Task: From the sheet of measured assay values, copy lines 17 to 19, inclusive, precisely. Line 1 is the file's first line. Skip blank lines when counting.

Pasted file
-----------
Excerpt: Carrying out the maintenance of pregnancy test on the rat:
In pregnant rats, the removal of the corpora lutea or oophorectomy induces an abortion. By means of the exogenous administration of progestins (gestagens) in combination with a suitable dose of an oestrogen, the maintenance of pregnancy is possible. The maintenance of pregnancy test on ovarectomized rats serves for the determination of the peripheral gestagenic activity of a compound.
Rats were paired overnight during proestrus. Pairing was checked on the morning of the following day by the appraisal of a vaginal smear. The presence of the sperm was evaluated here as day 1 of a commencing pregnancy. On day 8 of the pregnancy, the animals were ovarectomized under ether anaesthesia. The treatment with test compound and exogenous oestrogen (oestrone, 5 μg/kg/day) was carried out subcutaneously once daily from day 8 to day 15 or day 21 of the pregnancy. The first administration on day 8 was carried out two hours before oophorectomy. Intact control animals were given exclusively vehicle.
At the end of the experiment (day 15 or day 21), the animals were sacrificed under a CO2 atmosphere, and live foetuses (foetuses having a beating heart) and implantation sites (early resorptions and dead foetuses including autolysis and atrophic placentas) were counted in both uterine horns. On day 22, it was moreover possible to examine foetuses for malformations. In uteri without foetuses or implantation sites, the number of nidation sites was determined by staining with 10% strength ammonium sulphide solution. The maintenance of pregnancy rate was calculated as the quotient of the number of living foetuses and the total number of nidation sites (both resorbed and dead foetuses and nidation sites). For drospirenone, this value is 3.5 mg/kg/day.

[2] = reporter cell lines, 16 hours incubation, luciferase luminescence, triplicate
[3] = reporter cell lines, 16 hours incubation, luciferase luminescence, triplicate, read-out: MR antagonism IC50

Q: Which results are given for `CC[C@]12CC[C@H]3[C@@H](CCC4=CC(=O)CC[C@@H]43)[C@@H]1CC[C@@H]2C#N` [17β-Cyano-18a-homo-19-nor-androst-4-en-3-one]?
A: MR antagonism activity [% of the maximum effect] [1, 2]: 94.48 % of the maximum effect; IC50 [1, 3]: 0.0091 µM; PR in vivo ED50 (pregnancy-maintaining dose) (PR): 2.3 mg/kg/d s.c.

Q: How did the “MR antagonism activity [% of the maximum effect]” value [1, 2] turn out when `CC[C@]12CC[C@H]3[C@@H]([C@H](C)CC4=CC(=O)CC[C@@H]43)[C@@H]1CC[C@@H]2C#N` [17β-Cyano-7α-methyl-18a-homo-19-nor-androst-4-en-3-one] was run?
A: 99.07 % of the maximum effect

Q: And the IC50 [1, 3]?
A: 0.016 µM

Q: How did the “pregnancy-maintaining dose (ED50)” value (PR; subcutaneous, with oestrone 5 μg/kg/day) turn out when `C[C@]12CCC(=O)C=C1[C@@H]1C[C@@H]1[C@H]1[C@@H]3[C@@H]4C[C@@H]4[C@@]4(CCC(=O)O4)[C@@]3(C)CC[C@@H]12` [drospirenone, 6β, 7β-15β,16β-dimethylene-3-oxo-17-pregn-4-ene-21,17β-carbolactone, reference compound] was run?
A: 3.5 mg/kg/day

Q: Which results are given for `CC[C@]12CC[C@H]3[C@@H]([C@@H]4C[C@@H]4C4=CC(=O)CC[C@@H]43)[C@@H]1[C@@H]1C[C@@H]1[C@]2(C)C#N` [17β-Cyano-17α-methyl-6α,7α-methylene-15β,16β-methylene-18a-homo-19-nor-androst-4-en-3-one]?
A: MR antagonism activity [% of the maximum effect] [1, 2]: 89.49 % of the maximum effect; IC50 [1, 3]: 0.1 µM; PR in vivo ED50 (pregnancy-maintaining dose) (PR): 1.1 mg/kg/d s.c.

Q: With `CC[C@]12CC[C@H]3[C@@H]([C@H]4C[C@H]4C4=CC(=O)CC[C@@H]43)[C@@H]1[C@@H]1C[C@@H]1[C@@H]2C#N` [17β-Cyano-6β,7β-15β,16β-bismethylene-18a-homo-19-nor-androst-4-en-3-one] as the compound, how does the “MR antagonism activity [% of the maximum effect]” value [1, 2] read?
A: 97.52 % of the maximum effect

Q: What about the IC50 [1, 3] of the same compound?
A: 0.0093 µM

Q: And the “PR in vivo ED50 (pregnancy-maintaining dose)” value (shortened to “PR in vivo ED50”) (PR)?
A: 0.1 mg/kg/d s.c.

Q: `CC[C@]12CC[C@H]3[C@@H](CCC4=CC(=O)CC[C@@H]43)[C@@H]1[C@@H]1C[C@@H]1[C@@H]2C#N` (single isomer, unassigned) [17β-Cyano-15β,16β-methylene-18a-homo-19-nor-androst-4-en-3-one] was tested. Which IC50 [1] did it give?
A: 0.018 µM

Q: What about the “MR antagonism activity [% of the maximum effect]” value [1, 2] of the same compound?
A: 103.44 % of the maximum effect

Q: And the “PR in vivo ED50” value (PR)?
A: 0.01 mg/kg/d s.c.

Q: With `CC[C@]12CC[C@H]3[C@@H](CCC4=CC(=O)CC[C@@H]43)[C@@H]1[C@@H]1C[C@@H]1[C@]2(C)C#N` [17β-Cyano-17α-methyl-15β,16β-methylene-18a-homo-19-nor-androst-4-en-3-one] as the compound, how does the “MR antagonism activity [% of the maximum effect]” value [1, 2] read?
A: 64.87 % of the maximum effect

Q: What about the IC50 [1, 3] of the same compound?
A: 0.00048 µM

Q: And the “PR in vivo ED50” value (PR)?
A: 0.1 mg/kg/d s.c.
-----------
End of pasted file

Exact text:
Q: With `CC[C@]12CC[C@H]3[C@@H]([C@H]4C[C@H]4C4=CC(=O)CC[C@@H]43)[C@@H]1[C@@H]1C[C@@H]1[C@@H]2C#N` [17β-Cyano-6β,7β-15β,16β-bismethylene-18a-homo-19-nor-androst-4-en-3-one] as the compound, how does the “MR antagonism activity [% of the maximum effect]” value [1, 2] read?
A: 97.52 % of the maximum effect

Q: What about the IC50 [1, 3] of the same compound?